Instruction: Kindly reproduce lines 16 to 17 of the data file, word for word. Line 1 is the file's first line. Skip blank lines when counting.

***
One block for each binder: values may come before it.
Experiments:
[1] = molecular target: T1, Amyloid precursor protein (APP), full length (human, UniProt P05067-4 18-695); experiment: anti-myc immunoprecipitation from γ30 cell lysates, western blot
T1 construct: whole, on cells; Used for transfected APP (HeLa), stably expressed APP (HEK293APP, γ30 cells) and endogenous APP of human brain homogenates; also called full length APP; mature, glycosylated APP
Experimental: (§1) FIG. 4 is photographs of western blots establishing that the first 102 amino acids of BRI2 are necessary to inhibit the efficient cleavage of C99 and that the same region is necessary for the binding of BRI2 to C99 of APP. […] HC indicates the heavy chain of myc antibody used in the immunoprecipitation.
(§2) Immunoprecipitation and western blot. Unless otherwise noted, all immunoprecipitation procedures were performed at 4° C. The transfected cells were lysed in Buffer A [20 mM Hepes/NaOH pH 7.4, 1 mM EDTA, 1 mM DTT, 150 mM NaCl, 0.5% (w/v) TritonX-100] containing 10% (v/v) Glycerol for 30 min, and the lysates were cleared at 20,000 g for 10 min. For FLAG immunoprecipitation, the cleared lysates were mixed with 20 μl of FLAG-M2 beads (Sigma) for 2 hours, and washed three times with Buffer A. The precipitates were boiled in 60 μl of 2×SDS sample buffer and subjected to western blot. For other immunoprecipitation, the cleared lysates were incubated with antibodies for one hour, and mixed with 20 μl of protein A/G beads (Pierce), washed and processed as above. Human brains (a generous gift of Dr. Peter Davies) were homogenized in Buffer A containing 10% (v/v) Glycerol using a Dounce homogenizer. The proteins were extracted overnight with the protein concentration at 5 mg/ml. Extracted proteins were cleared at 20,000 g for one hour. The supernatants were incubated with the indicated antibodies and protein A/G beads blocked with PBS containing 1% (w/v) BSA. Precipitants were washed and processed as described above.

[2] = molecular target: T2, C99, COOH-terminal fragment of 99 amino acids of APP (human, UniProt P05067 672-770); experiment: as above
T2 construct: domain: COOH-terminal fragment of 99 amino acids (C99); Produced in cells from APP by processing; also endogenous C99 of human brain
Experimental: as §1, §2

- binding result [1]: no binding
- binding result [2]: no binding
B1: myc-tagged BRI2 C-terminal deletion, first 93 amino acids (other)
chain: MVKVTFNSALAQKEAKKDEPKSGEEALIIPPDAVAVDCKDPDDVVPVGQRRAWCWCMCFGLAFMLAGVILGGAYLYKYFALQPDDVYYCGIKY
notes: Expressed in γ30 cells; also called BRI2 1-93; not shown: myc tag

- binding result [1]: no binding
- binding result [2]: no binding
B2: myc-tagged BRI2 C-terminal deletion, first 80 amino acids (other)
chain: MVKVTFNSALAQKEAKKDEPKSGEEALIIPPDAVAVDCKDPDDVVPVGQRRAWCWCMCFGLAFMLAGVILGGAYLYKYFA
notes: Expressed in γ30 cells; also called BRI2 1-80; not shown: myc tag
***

- binding result [2]: no binding
B2: myc-tagged BRI2 C-terminal deletion, first 80 amino acids (other)